A new way to help people who are hard of hearing understand the sounds around them at home has won this year’s top innovation award the Cannes Lions International Festival of Creativity.
Today at the annual festival in France, judges awarded Area 23’s campaign for Wavio the coveted Grand Prix for its “See Sound” project. The mobile app, enabled by machine learning through a collaboration with Google to identify everyday sounds, notifies users of normal and abnormal sounds in and around the home with text-based notifications on their smart phone.
According to Bill Yom, global creative director of Cheil Worldwide and jury president for the Innovation Lions, the project had the jurors “convinced from the beginning” after the presentation. They were impressed not just by the idea of helping people who are hard of hearing, but also by the use of collaboration with YouTube and the project’s “beautiful design.”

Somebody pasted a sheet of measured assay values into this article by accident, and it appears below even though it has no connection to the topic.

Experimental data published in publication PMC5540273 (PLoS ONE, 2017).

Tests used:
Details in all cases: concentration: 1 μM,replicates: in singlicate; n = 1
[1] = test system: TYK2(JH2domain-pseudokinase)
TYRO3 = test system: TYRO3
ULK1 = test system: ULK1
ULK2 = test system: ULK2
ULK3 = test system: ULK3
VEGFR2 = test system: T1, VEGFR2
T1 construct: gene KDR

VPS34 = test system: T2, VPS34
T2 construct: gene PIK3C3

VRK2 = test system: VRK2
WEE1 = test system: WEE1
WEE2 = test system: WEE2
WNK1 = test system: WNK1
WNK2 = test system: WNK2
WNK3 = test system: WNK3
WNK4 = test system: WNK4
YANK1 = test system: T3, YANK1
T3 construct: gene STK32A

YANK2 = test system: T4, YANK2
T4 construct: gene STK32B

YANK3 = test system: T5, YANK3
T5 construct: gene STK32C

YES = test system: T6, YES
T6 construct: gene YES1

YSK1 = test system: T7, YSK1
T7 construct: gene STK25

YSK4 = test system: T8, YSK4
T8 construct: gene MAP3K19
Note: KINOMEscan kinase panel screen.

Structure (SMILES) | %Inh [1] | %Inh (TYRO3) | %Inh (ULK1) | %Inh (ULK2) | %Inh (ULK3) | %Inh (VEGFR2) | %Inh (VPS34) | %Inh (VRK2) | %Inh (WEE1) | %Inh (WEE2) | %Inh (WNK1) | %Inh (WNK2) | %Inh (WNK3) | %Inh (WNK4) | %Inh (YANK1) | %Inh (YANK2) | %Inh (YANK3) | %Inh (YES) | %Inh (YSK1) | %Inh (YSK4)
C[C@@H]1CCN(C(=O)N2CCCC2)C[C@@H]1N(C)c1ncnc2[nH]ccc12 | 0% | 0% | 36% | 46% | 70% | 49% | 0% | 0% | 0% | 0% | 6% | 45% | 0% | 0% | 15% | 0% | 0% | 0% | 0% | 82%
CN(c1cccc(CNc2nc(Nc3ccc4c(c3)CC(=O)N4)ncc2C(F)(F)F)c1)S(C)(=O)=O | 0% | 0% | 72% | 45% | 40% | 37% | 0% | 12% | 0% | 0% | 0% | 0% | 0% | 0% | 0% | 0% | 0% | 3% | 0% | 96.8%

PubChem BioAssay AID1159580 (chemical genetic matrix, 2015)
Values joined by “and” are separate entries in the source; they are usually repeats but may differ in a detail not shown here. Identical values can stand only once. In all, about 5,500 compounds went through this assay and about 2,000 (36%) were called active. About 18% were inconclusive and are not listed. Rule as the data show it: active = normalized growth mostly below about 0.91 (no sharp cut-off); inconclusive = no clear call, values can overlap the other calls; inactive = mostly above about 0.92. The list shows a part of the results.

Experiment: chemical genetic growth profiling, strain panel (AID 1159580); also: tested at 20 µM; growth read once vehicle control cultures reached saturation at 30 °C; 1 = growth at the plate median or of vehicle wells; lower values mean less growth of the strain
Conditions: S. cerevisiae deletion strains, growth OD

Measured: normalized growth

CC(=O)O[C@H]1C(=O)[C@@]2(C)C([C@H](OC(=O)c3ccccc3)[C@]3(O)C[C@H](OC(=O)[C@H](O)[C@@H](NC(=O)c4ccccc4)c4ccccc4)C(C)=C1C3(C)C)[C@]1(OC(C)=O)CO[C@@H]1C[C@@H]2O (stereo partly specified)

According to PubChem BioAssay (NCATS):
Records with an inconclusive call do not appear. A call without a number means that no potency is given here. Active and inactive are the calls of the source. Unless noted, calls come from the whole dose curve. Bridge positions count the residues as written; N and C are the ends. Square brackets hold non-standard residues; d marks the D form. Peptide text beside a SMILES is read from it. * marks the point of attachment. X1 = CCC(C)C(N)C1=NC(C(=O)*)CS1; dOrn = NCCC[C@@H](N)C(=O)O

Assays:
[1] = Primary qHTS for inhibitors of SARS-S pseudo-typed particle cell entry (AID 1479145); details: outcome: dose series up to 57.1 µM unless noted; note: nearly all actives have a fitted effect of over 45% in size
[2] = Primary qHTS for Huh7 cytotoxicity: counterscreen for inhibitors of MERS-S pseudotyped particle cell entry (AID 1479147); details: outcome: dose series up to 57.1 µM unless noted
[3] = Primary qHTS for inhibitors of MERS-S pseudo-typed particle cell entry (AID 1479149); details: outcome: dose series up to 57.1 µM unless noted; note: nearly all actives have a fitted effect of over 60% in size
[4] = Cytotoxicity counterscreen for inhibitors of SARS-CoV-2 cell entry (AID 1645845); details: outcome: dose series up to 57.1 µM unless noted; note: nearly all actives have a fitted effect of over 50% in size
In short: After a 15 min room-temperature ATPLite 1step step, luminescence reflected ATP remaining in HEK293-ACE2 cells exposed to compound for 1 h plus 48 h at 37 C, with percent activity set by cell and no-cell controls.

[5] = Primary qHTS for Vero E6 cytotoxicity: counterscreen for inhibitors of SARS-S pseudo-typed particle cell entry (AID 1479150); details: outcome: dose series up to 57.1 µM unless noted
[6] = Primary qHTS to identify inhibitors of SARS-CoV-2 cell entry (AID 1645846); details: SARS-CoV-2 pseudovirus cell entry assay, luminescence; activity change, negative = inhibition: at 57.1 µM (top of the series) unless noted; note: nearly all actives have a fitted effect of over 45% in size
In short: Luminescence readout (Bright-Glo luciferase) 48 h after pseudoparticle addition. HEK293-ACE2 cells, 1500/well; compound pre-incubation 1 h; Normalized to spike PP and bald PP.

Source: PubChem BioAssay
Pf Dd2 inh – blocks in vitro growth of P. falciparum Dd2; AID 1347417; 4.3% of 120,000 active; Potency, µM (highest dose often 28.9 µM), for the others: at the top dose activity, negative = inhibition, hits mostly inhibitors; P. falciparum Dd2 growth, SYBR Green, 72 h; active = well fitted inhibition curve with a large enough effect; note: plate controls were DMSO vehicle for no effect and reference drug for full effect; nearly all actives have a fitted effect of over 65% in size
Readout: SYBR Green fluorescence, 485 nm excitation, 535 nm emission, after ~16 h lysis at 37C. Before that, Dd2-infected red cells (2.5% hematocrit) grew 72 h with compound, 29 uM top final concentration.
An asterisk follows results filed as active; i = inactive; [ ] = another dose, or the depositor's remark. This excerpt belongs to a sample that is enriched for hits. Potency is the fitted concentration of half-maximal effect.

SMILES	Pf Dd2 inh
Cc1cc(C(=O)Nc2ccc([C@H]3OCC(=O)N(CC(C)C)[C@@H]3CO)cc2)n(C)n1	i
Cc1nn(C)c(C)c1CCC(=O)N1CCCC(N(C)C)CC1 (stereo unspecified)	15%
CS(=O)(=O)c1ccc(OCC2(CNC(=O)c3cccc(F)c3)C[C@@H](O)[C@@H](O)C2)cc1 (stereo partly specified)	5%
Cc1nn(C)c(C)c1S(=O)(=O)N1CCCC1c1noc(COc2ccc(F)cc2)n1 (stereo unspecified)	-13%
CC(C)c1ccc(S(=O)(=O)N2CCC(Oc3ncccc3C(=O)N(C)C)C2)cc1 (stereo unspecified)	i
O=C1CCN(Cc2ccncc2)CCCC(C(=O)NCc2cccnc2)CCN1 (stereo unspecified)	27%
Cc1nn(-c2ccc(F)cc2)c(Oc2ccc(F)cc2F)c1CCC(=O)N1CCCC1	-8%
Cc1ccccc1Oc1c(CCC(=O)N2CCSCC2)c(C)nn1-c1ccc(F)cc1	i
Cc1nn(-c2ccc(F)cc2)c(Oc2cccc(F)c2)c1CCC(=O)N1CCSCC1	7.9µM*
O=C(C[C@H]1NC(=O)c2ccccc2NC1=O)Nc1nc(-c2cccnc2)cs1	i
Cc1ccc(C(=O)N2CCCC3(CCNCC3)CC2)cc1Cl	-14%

“We should definitely award it to send a signal to the industry that you have to collaborate to create something outstanding for innovation, because that’s the way you have to change to try something outstanding for this world to help people,” Yom said during a press briefing.
Only one campaign, Microsoft’s “Changing The Game,” won a gold Cannes Lion. The campaign, created by McCann New York, promoted the company’s adaptive controller for gamers who are differently abled in various capacities and has been widely lauded as an example of accessibility of products as well as inclusivity in marketing.
In an interview late last year, Microsoft CMO Chris Capossela told Adweek that inclusivity has been an area of focus in recent years, especially since CEO Satya Nadella began leading the company.
“I look at the culture that Satya has helped to create, and then I see it unlocking really fascinating new sort of themes almost of our products and of our marketing,” Caposella said.
While there were more than two dozen nominees from around the world short-listed earlier this month, just seven were awarded silver Cannes Lions awards. Those included Lew’LaraTBWA São Paulo’s work for Dorina Nowill, which created braille bricks to help children learn while building and playing, and McCann Tel Aviv’s project for Ikea, which used open-source 3D-printing for adjusting furniture for disabled people.